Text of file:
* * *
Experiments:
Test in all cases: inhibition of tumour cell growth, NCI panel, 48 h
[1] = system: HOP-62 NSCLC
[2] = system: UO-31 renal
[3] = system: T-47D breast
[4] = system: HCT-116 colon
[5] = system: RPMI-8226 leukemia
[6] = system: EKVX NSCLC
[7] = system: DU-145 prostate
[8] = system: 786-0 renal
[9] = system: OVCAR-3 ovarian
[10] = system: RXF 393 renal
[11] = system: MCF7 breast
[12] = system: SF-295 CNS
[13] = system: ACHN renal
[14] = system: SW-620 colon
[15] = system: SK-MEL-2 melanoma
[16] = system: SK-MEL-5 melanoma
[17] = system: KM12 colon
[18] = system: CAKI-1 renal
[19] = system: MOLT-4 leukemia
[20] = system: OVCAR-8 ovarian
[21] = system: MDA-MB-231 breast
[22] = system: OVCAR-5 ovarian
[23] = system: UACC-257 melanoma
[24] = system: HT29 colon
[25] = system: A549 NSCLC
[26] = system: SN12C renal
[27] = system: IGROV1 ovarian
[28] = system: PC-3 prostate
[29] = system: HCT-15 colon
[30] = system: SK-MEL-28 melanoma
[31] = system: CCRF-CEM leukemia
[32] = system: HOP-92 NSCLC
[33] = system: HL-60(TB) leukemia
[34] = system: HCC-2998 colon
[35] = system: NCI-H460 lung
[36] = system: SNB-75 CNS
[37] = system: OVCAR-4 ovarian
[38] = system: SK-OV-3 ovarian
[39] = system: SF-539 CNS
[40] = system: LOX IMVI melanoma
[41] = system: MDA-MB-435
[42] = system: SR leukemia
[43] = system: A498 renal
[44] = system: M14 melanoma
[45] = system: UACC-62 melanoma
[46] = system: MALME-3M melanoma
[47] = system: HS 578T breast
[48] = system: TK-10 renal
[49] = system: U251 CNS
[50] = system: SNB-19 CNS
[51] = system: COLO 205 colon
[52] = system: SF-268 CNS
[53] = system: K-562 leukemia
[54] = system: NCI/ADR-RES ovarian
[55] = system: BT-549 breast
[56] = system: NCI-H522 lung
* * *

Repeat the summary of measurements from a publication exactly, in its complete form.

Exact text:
Experiments:
Test in all cases: inhibition of tumour cell growth, NCI panel, 48 h
[1] = system: HOP-62 NSCLC
[2] = system: UO-31 renal
[3] = system: T-47D breast
[4] = system: HCT-116 colon
[5] = system: RPMI-8226 leukemia
[6] = system: EKVX NSCLC
[7] = system: DU-145 prostate
[8] = system: 786-0 renal
[9] = system: OVCAR-3 ovarian
[10] = system: RXF 393 renal
[11] = system: MCF7 breast
[12] = system: SF-295 CNS
[13] = system: ACHN renal
[14] = system: SW-620 colon
[15] = system: SK-MEL-2 melanoma
[16] = system: SK-MEL-5 melanoma
[17] = system: KM12 colon
[18] = system: CAKI-1 renal
[19] = system: MOLT-4 leukemia
[20] = system: OVCAR-8 ovarian
[21] = system: MDA-MB-231 breast
[22] = system: OVCAR-5 ovarian
[23] = system: UACC-257 melanoma
[24] = system: HT29 colon
[25] = system: A549 NSCLC
[26] = system: SN12C renal
[27] = system: IGROV1 ovarian
[28] = system: PC-3 prostate
[29] = system: HCT-15 colon
[30] = system: SK-MEL-28 melanoma
[31] = system: CCRF-CEM leukemia
[32] = system: HOP-92 NSCLC
[33] = system: HL-60(TB) leukemia
[34] = system: HCC-2998 colon
[35] = system: NCI-H460 lung
[36] = system: SNB-75 CNS
[37] = system: OVCAR-4 ovarian
[38] = system: SK-OV-3 ovarian
[39] = system: SF-539 CNS
[40] = system: LOX IMVI melanoma
[41] = system: MDA-MB-435
[42] = system: SR leukemia
[43] = system: A498 renal
[44] = system: M14 melanoma
[45] = system: UACC-62 melanoma
[46] = system: MALME-3M melanoma
[47] = system: HS 578T breast
[48] = system: TK-10 renal
[49] = system: U251 CNS
[50] = system: SNB-19 CNS
[51] = system: COLO 205 colon
[52] = system: SF-268 CNS
[53] = system: K-562 leukemia
[54] = system: NCI/ADR-RES ovarian
[55] = system: BT-549 breast
[56] = system: NCI-H522 lung